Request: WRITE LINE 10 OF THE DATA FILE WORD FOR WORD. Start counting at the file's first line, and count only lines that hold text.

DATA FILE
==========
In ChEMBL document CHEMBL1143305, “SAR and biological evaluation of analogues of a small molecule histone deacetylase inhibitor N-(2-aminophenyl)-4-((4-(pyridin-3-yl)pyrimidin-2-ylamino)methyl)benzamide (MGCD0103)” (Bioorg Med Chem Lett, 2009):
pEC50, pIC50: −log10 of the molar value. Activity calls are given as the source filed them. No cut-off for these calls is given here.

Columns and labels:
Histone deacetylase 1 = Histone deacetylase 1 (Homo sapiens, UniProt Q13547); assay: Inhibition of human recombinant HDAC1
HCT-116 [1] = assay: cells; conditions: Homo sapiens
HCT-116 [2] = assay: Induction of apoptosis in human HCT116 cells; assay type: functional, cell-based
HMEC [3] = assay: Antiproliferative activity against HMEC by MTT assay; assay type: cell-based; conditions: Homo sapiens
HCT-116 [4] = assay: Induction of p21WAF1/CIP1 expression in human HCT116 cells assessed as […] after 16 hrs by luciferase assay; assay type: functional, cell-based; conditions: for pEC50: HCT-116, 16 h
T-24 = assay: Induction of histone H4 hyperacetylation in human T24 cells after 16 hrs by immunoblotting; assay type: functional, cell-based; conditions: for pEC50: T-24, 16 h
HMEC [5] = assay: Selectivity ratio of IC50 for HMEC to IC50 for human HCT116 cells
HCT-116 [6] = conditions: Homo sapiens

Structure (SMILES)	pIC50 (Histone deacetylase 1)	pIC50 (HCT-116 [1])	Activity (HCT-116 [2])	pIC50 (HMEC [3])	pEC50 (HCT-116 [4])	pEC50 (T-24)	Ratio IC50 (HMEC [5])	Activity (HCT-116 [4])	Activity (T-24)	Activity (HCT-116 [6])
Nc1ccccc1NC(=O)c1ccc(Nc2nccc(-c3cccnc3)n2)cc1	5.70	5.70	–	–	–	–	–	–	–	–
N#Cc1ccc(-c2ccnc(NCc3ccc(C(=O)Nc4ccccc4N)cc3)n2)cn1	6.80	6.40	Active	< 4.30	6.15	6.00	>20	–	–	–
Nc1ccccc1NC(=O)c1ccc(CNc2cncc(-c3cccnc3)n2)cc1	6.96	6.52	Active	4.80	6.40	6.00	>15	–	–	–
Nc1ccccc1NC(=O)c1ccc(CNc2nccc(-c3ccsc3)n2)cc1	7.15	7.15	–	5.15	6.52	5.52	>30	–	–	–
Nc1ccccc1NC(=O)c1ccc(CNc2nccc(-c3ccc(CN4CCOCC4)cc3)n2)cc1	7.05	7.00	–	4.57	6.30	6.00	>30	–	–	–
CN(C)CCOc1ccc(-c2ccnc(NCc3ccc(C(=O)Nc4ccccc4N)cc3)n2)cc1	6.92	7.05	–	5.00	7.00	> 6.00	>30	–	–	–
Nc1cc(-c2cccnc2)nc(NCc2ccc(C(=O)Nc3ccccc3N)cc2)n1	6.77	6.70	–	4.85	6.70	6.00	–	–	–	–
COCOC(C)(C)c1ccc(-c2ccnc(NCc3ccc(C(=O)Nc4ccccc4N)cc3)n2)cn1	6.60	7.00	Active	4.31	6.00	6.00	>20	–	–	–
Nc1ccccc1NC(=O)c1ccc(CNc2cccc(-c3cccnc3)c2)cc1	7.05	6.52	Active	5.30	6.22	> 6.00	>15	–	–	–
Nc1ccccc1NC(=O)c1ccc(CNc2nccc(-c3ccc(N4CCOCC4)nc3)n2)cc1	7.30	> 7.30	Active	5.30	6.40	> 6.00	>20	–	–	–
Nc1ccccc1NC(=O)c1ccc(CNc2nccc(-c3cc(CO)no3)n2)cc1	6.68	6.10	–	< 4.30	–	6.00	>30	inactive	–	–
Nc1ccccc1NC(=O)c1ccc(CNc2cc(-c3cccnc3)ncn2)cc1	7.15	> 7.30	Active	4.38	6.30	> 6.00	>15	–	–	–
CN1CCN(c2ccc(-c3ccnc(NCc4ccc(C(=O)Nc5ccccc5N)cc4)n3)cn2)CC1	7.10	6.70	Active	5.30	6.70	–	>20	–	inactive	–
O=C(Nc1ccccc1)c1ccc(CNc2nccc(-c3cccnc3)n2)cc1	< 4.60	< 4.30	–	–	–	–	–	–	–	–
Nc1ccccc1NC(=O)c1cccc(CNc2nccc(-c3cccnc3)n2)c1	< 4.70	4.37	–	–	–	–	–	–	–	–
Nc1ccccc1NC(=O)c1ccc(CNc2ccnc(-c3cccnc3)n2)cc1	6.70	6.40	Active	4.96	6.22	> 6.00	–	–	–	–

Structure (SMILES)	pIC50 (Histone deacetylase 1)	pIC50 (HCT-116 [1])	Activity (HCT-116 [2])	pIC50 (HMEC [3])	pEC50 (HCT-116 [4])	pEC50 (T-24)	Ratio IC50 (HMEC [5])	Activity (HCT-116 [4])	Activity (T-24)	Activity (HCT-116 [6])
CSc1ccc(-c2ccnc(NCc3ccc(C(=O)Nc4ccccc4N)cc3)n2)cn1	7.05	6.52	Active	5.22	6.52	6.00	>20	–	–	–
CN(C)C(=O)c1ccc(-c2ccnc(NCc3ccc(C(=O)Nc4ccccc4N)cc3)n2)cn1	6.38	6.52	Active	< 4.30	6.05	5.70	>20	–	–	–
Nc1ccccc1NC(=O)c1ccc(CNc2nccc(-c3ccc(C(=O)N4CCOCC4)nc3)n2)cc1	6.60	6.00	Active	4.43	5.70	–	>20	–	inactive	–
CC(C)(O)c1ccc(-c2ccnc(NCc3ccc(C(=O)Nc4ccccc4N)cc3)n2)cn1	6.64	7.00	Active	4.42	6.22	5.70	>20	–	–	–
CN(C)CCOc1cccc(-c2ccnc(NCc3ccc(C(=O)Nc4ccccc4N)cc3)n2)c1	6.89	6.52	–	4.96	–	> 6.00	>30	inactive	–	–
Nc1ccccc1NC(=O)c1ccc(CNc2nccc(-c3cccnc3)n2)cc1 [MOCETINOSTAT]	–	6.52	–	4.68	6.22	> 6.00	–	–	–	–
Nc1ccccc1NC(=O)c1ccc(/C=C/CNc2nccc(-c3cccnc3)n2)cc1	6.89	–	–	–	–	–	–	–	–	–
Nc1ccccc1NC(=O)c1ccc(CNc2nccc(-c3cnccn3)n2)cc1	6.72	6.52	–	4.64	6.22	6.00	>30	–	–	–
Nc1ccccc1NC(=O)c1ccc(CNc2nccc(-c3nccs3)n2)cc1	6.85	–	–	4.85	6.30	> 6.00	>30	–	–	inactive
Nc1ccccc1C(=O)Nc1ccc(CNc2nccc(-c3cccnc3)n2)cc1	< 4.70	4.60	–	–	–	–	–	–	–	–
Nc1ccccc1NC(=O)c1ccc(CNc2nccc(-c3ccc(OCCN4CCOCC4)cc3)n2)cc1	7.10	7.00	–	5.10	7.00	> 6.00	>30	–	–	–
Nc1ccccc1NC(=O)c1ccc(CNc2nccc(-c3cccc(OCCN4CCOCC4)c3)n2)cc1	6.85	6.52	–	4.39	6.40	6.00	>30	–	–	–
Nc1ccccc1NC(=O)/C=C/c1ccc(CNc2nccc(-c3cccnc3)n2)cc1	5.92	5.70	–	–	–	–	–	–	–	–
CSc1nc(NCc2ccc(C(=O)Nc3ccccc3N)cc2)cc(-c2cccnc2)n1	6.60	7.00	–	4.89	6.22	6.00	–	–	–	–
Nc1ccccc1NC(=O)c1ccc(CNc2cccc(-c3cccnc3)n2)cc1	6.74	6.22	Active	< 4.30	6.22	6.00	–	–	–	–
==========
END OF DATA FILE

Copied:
HMEC [5] = assay: Selectivity ratio of IC50 for HMEC to IC50 for human HCT116 cells